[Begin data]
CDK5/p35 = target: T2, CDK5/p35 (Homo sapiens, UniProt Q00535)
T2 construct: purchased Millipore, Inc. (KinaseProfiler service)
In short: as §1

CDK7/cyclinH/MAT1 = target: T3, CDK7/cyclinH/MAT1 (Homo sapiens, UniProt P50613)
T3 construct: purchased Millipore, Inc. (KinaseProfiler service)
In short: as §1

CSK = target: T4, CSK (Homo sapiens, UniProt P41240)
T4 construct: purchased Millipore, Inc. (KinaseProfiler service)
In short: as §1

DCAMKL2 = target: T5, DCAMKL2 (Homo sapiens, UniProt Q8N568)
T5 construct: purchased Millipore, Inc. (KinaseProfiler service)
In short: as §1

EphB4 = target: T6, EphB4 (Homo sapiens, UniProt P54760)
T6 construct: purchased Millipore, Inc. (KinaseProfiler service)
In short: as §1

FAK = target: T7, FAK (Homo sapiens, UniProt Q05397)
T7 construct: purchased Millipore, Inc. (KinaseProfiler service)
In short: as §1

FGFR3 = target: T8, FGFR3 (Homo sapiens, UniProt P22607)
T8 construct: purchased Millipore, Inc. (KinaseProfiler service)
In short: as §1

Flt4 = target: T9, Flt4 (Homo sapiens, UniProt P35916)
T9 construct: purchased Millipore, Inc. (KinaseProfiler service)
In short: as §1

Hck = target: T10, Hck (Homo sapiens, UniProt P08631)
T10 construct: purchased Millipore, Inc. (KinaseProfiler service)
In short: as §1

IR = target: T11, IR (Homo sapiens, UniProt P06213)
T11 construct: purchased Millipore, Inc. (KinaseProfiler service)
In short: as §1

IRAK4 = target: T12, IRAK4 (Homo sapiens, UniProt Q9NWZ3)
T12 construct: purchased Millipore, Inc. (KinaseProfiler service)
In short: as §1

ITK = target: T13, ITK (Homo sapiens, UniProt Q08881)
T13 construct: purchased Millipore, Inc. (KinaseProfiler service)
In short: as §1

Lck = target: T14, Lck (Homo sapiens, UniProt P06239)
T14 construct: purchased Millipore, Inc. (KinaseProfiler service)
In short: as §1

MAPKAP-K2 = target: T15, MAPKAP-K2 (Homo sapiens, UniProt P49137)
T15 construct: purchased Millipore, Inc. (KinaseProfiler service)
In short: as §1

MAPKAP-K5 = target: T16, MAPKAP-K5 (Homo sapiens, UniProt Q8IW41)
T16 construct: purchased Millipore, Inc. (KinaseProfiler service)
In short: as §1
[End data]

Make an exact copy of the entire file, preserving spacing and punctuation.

CDK5/p35 = target: T2, CDK5/p35 (Homo sapiens, UniProt Q00535)
T2 construct: purchased Millipore, Inc. (KinaseProfiler service)
In short: as §1

CDK7/cyclinH/MAT1 = target: T3, CDK7/cyclinH/MAT1 (Homo sapiens, UniProt P50613)
T3 construct: purchased Millipore, Inc. (KinaseProfiler service)
In short: as §1

CSK = target: T4, CSK (Homo sapiens, UniProt P41240)
T4 construct: purchased Millipore, Inc. (KinaseProfiler service)
In short: as §1

DCAMKL2 = target: T5, DCAMKL2 (Homo sapiens, UniProt Q8N568)
T5 construct: purchased Millipore, Inc. (KinaseProfiler service)
In short: as §1

EphB4 = target: T6, EphB4 (Homo sapiens, UniProt P54760)
T6 construct: purchased Millipore, Inc. (KinaseProfiler service)
In short: as §1

FAK = target: T7, FAK (Homo sapiens, UniProt Q05397)
T7 construct: purchased Millipore, Inc. (KinaseProfiler service)
In short: as §1

FGFR3 = target: T8, FGFR3 (Homo sapiens, UniProt P22607)
T8 construct: purchased Millipore, Inc. (KinaseProfiler service)
In short: as §1

Flt4 = target: T9, Flt4 (Homo sapiens, UniProt P35916)
T9 construct: purchased Millipore, Inc. (KinaseProfiler service)
In short: as §1

Hck = target: T10, Hck (Homo sapiens, UniProt P08631)
T10 construct: purchased Millipore, Inc. (KinaseProfiler service)
In short: as §1

IR = target: T11, IR (Homo sapiens, UniProt P06213)
T11 construct: purchased Millipore, Inc. (KinaseProfiler service)
In short: as §1

IRAK4 = target: T12, IRAK4 (Homo sapiens, UniProt Q9NWZ3)
T12 construct: purchased Millipore, Inc. (KinaseProfiler service)
In short: as §1

ITK = target: T13, ITK (Homo sapiens, UniProt Q08881)
T13 construct: purchased Millipore, Inc. (KinaseProfiler service)
In short: as §1

Lck = target: T14, Lck (Homo sapiens, UniProt P06239)
T14 construct: purchased Millipore, Inc. (KinaseProfiler service)
In short: as §1

MAPKAP-K2 = target: T15, MAPKAP-K2 (Homo sapiens, UniProt P49137)
T15 construct: purchased Millipore, Inc. (KinaseProfiler service)
In short: as §1

MAPKAP-K5 = target: T16, MAPKAP-K5 (Homo sapiens, UniProt Q8IW41)
T16 construct: purchased Millipore, Inc. (KinaseProfiler service)
In short: as §1